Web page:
When journalists fall from grace - sometimes they're victims too
The jailing of an Australian foreign correspondent in Singapore for drug taking highlights yet again that dangers for journalists come in many forms.
Worst of all are the hundreds of deaths every year of journalists working in their own or other people's countries. These continue to be tolled out regularly on professional websites such as the Committee to Protect Journalists at www.cpj.org, together with the thousands of media workers seriously injured every year while doing their jobs.
These are the most obvious victims of our trade.
Less obvious - but occasionally more public - are cases such as Peter Lloyd's.
Until his contract was terminated this week because of his imprisonment, he was the Australian Broadcasting Corporation’s Asian correspondent based in New Delhi, covering one of the busiest, most fascinating but also most turbulent regions on earth.
During six years working out of Bangkok and New Delhi, Lloyd covered a number of disasters and smaller human tragedies, including the Asian tsunami, suicide bombings in Pakistan, the 2002 Bali bombings and the sex trafficking of children.
In between, of course he also covered a host of positive, less distressing events, but it was the death and disaster which did the damage to Lloyd's psyche.
In interviews after being charged with drug trafficking and drug taking, Lloyd told of suffering increasing intermittent confusion, nightmares, daytime flashbacks and periods of memory loss.
His former wife, herself a journalist, said she saw her husband change over the years of covering some of the worst terrorist and natural disasters in decades.
Lloyd himself said he had "done more mass casualties stuff than your average soldier does".
But unlike soldiers or emergency workers, all Lloyd and his media colleagues could do at scenes of horrific suffering was watch, record and report.
This feeling of powerlessness is repeated time after time by journalists witnessing death and destruction the rest of us see only on the pages of newspapers or the screens of our TVs. There is often, of course, a temptation for journalists to drop their cameras, recorders or notebooks and take part in rescue and life-saving efforts, but they are seldom properly equipped and so must stick to the job they know well, reporting the suffering for the rest of society, so we can understand better what is happening in the world.
The fact that Lloyd resorted to drugs to help him through post traumatic stress has been seen by many commentators as just another manifestation of the coping mechanisms most journalists use to deal with their own nightmares. Many have friends and partners to whom they can vent their frustration and hurt. Some play sport or take long runs to burn the pent up energy and quell the visions. Many foreign correspondents, traditionally separated from friends and families and isolated in hotels have traditionally resorted to alcohol. But in most countries, alcohol is legal, whereas drugs such as methamphetamine - which Lloyd pleaded guilty to taking - are not.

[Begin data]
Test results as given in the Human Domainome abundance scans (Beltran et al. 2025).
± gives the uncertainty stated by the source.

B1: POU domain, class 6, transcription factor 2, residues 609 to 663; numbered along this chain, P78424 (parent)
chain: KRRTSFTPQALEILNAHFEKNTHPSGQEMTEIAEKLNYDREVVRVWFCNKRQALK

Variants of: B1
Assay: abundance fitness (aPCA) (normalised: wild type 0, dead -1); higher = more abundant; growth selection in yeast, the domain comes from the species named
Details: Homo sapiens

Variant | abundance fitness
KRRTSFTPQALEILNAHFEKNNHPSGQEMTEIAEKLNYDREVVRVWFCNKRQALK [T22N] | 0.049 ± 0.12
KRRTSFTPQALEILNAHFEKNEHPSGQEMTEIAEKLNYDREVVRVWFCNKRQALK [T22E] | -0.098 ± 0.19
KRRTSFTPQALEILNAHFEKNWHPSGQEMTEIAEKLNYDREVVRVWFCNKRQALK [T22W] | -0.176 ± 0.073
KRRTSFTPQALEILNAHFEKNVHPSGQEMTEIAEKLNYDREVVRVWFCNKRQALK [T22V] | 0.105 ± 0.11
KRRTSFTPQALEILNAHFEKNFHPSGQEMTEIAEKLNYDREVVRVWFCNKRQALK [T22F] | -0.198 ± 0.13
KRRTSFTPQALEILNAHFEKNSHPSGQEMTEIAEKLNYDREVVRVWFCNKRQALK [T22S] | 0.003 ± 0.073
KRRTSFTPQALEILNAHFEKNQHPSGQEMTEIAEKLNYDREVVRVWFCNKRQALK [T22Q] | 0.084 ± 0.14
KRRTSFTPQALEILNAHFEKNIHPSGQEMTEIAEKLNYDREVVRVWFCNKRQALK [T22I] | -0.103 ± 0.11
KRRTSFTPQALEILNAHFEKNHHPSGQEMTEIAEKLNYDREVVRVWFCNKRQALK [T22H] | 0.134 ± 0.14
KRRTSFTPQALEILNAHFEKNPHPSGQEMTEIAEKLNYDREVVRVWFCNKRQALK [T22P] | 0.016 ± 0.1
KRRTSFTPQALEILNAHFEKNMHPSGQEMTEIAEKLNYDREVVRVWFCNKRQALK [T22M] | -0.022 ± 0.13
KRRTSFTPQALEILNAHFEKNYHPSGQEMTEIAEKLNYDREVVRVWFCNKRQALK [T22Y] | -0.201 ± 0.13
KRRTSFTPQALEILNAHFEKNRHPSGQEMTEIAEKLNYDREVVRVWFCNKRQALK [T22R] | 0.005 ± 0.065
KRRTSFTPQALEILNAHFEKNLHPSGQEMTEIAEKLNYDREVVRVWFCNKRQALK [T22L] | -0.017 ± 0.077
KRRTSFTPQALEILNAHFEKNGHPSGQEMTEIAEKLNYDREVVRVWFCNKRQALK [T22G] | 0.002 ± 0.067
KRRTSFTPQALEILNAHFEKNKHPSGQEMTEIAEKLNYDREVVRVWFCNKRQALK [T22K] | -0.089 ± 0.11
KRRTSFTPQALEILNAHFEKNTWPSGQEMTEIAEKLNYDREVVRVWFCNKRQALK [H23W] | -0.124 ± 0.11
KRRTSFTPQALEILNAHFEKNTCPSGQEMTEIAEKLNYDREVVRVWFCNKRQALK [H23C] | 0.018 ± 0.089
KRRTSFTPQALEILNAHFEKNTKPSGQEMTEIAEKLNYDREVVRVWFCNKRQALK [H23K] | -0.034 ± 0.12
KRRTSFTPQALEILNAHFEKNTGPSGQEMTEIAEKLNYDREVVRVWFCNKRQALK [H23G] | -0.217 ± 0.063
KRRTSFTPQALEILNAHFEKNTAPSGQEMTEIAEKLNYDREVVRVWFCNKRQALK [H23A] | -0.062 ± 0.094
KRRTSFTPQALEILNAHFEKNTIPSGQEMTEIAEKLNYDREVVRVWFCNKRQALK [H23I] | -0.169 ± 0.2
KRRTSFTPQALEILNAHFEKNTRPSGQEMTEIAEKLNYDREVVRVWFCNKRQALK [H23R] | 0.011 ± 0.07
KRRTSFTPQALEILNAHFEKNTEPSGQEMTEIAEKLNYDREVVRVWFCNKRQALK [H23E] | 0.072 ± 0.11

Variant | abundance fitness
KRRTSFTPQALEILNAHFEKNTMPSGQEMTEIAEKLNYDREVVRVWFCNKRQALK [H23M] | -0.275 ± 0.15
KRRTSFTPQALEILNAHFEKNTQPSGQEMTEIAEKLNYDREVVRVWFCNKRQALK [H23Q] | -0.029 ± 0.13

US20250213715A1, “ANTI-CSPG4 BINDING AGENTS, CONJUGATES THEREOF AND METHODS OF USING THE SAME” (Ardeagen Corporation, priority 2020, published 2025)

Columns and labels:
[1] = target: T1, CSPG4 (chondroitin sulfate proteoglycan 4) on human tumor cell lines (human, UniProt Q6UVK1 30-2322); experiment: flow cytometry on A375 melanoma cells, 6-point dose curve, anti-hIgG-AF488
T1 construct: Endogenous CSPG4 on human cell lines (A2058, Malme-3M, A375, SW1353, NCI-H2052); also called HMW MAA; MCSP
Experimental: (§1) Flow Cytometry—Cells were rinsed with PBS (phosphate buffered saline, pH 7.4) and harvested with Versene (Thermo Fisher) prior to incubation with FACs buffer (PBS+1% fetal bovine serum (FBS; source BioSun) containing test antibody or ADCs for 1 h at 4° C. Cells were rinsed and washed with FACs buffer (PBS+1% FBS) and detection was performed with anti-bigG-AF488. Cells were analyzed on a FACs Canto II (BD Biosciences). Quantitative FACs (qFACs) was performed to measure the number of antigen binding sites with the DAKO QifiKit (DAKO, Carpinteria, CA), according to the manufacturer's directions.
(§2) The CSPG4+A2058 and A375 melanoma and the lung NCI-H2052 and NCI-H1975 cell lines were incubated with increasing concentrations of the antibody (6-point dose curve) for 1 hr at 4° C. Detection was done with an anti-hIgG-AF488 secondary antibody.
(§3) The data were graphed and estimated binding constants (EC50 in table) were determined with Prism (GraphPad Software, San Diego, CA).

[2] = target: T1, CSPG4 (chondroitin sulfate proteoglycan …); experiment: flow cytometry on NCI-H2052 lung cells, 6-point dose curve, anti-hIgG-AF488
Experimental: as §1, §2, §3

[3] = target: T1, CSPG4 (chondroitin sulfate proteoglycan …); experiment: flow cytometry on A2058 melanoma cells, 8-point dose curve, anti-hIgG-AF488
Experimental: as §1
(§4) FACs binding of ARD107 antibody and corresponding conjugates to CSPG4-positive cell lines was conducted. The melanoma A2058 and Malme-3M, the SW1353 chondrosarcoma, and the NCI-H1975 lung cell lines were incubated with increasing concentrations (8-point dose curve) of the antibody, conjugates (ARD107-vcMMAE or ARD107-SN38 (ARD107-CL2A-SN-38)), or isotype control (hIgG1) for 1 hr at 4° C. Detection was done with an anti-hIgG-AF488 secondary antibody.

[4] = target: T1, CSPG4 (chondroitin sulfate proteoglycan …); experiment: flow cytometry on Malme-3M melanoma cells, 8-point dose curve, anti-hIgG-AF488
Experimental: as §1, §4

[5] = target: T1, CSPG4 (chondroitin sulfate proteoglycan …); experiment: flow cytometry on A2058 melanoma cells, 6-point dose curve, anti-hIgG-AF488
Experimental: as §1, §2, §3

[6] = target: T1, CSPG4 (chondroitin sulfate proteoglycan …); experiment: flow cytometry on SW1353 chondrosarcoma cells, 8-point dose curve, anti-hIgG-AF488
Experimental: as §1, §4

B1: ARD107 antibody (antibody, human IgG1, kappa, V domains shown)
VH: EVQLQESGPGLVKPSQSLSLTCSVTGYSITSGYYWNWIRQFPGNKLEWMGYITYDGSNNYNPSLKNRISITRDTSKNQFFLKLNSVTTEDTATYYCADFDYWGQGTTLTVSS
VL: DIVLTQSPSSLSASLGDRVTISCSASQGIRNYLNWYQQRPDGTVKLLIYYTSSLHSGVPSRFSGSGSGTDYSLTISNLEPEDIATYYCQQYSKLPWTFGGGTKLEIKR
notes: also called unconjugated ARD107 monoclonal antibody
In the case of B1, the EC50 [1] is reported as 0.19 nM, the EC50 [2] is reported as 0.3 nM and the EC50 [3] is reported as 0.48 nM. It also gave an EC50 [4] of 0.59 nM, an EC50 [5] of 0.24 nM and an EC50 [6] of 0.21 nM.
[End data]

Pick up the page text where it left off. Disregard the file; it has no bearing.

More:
An underlying question, asked particularly by older, more hardened journalists, is whether modern practitioners have become "soft".
The fact that the ABC did not seem to offer its journalists sufficient counselling is, to these old hacks, laughable.
"We saw far worse from more often," they say. "We never needed counselling. We went back to the hotel, got drunk and then woke up the next morning and did it all again."
And maybe they did. Maybe they were tougher, maybe they were special people not easily affected by the horrific things they witnessed. One hopes, for their sake, that is so.
But modern journalism demands different qualities and is practised in different ways.
We increasingly expect journalists to be highly educated, multiskilled, sensitive and thoughtful, not a creature separated from society but a real person who is part of it.
Globalisation too has produced a situation in which the victims of death and disaster are more and more like the journalists who are reporting on them.
Once upon a time, journalists could enter communities - whether at home or overseas - and see people quite different to them, perhaps not quite as human. Nowadays, we are all part of an increasingly global family, so that the people journalists report on are increasingly like us.
Little wonder therefore that sensitive, thoughtful journalists suffer with them.
Nothing can condone the breaking of drug laws in countries such as Singapore, and Lloyd himself has admitted the offence, for which he has been jailed for 10 months.
But given that Lloyd was originally charged with the much more serious trafficking offence, and given that the fact that the courts wanted to send a clear message about drug taking through such a high profile case, one hopes the judge recognised to some degree that Lloyd was essentially a good man suffering for the rest of us.
You can read more on some of the practical aspects of covering death and disaster in:
Chapter 39: Introduction to investigative reporting
Chapter 40: Investigative reporting in practice
Chapter 41: Investigative reporting, writing techniques
Chapter 42: Death & disaster, introduction
Chapter 43: Reporting death & disaster
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